Many memoir writers are under the impression that you need to have an extensive vocabulary to write. An extensive vocabulary can only help you—if by “extensive” you mean many precise language, not just big words.
Precise words are specific and not vague and ineffective like nice, awful, big, OK. “She was nice” is vague. “She understood different points of view” is specific and precise language.
“He was awfully big” is vague. You might write instead: “My father measured six foot five and weighed 275 pounds.”
Don’t write: “The job was OK.” Write: “The job was in my field of competence, but its salary was inadequate and its requirements did not challenge me.”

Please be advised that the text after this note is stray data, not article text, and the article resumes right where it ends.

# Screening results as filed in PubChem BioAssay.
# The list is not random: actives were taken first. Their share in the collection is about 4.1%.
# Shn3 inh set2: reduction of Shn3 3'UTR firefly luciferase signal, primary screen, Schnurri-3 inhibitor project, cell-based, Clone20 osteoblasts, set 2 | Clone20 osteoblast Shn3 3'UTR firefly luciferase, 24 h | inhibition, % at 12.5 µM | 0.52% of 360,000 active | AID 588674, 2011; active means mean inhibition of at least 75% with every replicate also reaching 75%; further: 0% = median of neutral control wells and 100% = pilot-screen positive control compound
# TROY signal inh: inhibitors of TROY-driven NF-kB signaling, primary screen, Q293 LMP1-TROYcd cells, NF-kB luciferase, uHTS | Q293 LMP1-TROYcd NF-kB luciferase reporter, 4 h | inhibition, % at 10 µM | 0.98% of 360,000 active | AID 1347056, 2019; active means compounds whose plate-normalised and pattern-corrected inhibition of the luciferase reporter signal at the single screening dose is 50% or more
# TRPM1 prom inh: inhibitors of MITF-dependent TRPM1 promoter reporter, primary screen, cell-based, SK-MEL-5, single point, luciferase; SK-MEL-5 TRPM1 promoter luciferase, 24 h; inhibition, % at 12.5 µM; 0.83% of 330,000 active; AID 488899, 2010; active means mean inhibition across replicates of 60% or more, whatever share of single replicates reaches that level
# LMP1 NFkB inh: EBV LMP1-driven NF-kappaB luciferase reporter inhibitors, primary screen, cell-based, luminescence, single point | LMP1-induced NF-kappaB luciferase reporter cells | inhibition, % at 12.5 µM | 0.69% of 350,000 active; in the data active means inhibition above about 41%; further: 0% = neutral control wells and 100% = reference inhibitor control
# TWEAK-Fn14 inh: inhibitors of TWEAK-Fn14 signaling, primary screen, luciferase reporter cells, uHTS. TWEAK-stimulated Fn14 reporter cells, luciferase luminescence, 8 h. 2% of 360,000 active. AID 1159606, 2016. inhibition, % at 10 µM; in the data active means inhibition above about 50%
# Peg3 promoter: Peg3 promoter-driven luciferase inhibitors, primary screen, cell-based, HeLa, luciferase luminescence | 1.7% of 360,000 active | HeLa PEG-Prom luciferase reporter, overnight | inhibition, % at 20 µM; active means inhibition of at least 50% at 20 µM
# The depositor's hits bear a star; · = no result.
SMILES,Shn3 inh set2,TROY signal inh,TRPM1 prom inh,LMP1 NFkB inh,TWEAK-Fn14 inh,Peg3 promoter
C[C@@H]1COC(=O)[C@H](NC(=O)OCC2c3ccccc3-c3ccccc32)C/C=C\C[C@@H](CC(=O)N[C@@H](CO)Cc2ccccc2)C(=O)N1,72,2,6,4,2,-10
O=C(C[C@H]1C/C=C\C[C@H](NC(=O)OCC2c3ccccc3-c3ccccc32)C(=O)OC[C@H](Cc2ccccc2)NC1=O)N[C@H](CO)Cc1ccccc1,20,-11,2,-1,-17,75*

A writing coach can help you at every step of the process. Having “been there and done that”—and being able to talk clearly about it, a memoir-writing coach can point you in the right direction and gently correct your course.
A coach is a teacher, a cheerleader, a critic, a motivator, a writing buddy, a person who holds you accountable for meeting your goals, a good listener, and sometimes an editor—and a coach can be more if you need more.
For a free consult, call 207-353-5454 today to make an appointment.
Click here to read more about coaching.
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